Israel starts celebrations for Shimon Peres's 90th
Israel's President Shimon Peres has begun celebrations for his upcoming 90th birthday in the company of celebrities and world leaders.
British former Prime Minister Tony Blair and US ex-President Bill Clinton were among guests at Jerusalem's convention centre late on Tuesday.
Singer Barbra Streisand performed, with actors Robert De Niro and Sharon Stone also in attendance.
A series of events are planned ahead of Mr Peres's birthday in August.
Tuesday's gala marked the start of Israel's annual presidential conference, an event that is funded by individuals and foundations at a cost $3m (£1.9m).
Some 5,000 people are expected to take part in two days of discussions on the theme of "Facing Tomorrow".
The VIP guest list for the opening party showed the high international esteem in which Mr Peres is held.
'Light and hope'
Opening his speech, Mr Blair, now a special envoy to the Middle East, said: "We in Britain have our Queen, you have your Shimon" before going on to praise the president's leadership qualities.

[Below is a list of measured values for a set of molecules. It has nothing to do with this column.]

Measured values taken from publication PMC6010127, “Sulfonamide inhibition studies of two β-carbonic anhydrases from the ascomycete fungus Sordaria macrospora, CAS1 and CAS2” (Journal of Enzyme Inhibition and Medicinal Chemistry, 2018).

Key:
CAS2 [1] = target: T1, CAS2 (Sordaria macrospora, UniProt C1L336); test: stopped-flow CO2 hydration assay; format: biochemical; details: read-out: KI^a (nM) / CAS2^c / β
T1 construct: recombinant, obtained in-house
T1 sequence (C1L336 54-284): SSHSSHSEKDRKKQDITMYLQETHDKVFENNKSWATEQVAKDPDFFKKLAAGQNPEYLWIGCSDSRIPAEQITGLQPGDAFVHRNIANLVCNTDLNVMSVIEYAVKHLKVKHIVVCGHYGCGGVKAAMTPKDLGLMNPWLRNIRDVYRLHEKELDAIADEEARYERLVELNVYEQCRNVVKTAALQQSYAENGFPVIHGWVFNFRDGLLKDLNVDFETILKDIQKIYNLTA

US President Barack Obama, who was in Northern Ireland for a G8 summit, sent a pre-recorded message expressing his birthday wishes to Mr Peres "on behalf of the American people".
UN Secretary-General Ban Ki-moon also sent a tribute, as did German Chancellor Angela Merkel and former Soviet leader Mikhail Gorbachev.
When President Peres took to the podium, he called for an end to the conflict in the Middle East.
"We want peace with our neighbours," he said. "The yesterday between us and the Palestinians is full of sorrow."
"I believe that the Israel of tomorrow and the Palestine of tomorrow can give our children light and hope."
The political career of Polish-born Mr Peres spans six decades. He has served twice as prime minister of Israel.
He is credited with starting the country's nuclear programme and was closely involved with the early creation of Jewish settlements in the occupied West Bank.
He went on to promote peace between Israel and the Palestinians.
In 1994, a year after the signing of the Oslo Accords, he was awarded the Nobel Peace Prize along with Israel's then-Prime Minister Yitzhak Rabin and then-Palestinian leader Yasser Arafat.
Although he was not popular during much of his political career, Israelis have built up a deep affection for him that has been widely expressed during nearly six years as Israel's president.